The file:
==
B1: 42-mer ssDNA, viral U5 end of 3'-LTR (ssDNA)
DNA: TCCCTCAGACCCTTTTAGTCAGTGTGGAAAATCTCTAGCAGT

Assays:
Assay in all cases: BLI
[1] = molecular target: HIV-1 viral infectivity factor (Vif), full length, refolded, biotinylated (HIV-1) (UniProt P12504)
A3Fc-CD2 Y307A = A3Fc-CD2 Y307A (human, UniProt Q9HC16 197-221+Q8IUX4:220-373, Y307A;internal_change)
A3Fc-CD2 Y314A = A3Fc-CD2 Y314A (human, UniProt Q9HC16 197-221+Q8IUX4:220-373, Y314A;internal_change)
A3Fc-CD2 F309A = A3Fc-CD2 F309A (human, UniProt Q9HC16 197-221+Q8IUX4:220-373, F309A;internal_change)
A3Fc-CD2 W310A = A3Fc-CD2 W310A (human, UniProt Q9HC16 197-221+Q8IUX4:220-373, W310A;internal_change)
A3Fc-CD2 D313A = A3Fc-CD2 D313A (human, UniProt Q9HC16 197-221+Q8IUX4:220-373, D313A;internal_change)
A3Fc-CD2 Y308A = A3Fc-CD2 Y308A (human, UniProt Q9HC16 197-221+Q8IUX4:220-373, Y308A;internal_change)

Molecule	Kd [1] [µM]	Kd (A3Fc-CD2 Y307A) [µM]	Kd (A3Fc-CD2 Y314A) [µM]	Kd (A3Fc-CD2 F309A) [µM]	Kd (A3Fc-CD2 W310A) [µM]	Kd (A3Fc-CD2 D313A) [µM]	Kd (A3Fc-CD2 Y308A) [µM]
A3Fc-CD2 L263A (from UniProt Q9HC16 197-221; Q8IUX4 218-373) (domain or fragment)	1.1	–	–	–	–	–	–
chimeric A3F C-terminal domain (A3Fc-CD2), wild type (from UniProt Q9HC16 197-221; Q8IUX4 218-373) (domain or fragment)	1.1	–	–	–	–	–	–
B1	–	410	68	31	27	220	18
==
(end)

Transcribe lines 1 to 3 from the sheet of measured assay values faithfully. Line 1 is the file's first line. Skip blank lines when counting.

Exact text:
B1: 42-mer ssDNA, viral U5 end of 3'-LTR (ssDNA)
DNA: TCCCTCAGACCCTTTTAGTCAGTGTGGAAAATCTCTAGCAGT

Assays: